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It’s been more than six years since the Great Recession ended. The stock market has bounced back and unemployment is as low as it’s been in the last eight years. And yet economic uncertainty and anger persist as 2016 presidential election topics, driving the campaigns of outsider candidates like Donald Trump.
One big factor in that angst is wages. Stories of flat or negative wage growth have been a consistent part of economic news coverage in the past decade – or more – but wage stagnation is not a problem everywhere. Data shows it is closely tied to where people live and, indirectly, their politics – with big city, Democratic-leaning places generally doing better overall.
There were 238 counties in America where the average annual pay topped $50,000 in 2014, according to numbers from the Bureau of Labor Statistics. (That’s pay per job, not household.) And 84% of those counties saw an increase in average pay between 2004 and 2014.
One other note about them, 51% of those counties voted for President Barrack Obama in 2012.
But the numbers look different as you go down through the income levels. The lower the wage level, the less likely that county has seen an increase in wages. That is places with lower average wages are having a hard time keeping up with the economy as a whole.
Driving the numbers in the table is a crucial fact in the makeup of the modern U.S. economy. The most vibrant and dynamic aspects of job and wage growth are occurring in around the nation’s big cities.
Increasingly, those places are hubs for industries like tech, finance, media and real estate – think of New York, Los Angeles, Chicago and Denver, all of which have seen upticks in average pay over the period. Politically speaking, they hold a lot of votes and tend to be strongly Democratic in their voting habits. Everyone one of those big cities, and many others, went for President Obama in 2012.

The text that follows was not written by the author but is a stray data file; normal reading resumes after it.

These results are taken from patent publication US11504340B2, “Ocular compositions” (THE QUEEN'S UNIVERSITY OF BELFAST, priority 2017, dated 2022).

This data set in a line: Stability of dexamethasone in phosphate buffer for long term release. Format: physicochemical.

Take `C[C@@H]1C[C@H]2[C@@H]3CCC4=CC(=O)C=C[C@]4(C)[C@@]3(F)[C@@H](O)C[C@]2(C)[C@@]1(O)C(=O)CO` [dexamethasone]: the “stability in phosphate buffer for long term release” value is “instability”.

Conversely, in that top group of 238 counties, many of the Republican-voting entries are more sparsely populated places that saw a spike in wage growth with the oil and gas extraction boom. On the list are counties such as Williams, Slope and Dunn counties in North Dakota, all of which have populations of less than 30,000.
The wage point is further driven home when you look at the top and bottom 10 counties for average wages in 2014.
The comparisons here aren’t perfect, of course. This is a survey of employers, not employees. So these are wages paid in these places. But the geography are politics are still striking.
Note the three Bay Area counties sit in the top four in wages, all of which have seen average pay grow by more than 10,000 in the last decade. And New York and Washington DC sit in that top 10 as well.
And on the second table, note the more rural locales, from Delta County, population 5,200, to Keweenaw, population 2,220 to Arthur, population 453. Rural places, particularly those without strong agricultural sectors, have long been falling behind economically.
But the bigger point in these numbers is that wage growth, or lack of it, actually has a strong urban-rural and political dimension in 2016. And some of that voter anger, particularly on the Republican side is tied to very real economic concerns regardless of what the unemployment numbers say.